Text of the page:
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Because the definition of rigid body requires that the distance between its points doesn't change. If we follow that model, only translations and rotations are possible. If we modify the model from a rigid body to an elastic body, mechanical vibrations are included. For a more complete description, heat transfer must be also included, resulting from external ...


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we add the total translational kinetic energy and the total rotational kinetic energy of the constituent particles. Why is the total vibrational kinetic energy of the constituent particles left out? We don’t actually leave out vibrational kinetic energy if the centre of mass of the system is vibrating. This is a matter of scales at which you’re analysing ...


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A net force or torque on a rigid body will not affect its internal energy. As it remains constant before and after the application of the force/torque, it is not relevant to the equations of motion.


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The triangle inequality for the moment of inertia tensor ultimately stems from the positivity of inertial mass (as shown in Eli's answer.) A body whose inertia tensor did not satisfy the triangle inequalities would necessarily have some region where $\rho < 0$. We could then consider this body as composed of two sub-bodies, one with strictly positive ...


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A rigid body's principal moments of inertia are obtained from these equations : $$I_1=\int_V\,(x_2^2+x_3^2)\,\rho\,dV$$ $$I_2=\int_V\,(x_3^2+x_1^2)\,\rho\,dV$$ $$I_3=\int_V\,(x_1^2+x_2^2)\,\rho\,dV$$ where $x=x_1~,y=x_2~,z=x_3$ and the inertia tensor is: $$I= \left[ \begin {array}{ccc} I_{{1}}&0&0\\ 0&I_{{2}}&0 \\ 0&0&I_{{3}}\end {...


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The rod has six degrees of freedom: X,Y,Z location of its center of mass, two degrees for the direction the axis points, and one degree for rotation around the axis. The speck can move anywhere on the surface of the rod (a two dimensional surface), giving another two degrees of freedom. Presumably the speck is a dimensionless point, so does not have ...


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Three coordinates $(x, y, z)$ are required to describe the pole's position. Two coordinates $(\theta, \phi)$ are required to describe the pole's orientation (think latitude and longitude). Finally, one coordinate is required to describe the position of the speck on the pole. That makes six total degrees of freedom. Edit: To clarify, this answer assumes that ...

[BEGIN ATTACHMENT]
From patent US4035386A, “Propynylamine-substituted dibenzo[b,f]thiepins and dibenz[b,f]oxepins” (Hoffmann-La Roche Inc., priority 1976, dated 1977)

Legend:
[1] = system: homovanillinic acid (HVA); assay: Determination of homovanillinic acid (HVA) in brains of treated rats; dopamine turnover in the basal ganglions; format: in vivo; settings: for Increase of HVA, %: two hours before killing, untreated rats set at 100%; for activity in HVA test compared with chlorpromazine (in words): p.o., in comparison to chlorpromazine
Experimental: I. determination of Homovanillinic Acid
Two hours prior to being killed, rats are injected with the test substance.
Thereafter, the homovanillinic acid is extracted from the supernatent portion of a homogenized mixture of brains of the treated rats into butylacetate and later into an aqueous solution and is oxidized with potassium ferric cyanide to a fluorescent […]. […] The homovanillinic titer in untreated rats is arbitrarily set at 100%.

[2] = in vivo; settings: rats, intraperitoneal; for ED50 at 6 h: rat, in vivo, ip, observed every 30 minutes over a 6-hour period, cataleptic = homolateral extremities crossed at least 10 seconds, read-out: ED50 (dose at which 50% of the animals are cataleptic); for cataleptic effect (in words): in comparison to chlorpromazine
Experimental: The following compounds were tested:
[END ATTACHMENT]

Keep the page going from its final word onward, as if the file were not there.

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The moment due to a force $\boldsymbol{F}$ acting through some location $\boldsymbol{r}_1$ in space is $$\boldsymbol{M}_0 = \boldsymbol{r}_1 \times \boldsymbol{F} \tag{1}$$ Now transfer the moment from the origin 0 to point 1 where the force applies $$ \boldsymbol{M}_1 = \boldsymbol{M}_0 + (- \boldsymbol{r}_1) \times \boldsymbol{F} = \boldsymbol{r}_1 \times \...


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Two systems of forces are dynamically equivalent if they have the same sum $\bf R$ (net force) and the same moment $\bf M$ about a given pole $O$. It's worth noting that $\bf M\cdot R$ is an invariant independent of the choice of the pole $O$, because the transformation rule of the moment is $\bf M' = \bf M + (O-O')\times \bf R $. If $\bf M\cdot R = 0$ and $...


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If net external moment of some forces is zero about a point, then the net external force passes through the point It means that when n number of forces are acting on a body,and if about certain point the net torque is zero (say P), then you find the net force on the body and apply it at that point, P (in free body diagram) and you will get the same dynamics ...


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@JAlex Answered the question in the comments. $\eta$ is NOT a cartesian vector. The attitude matrix converts a cartesian angular rate of the rotating frame (say $\omega_{BN}^{N}$) to the rigid-body-orientation-parameter-representation rate of change $\dot{\eta}$! I call them parameters because their derivative ($\dot{\eta}$) is not to be confused with an ...


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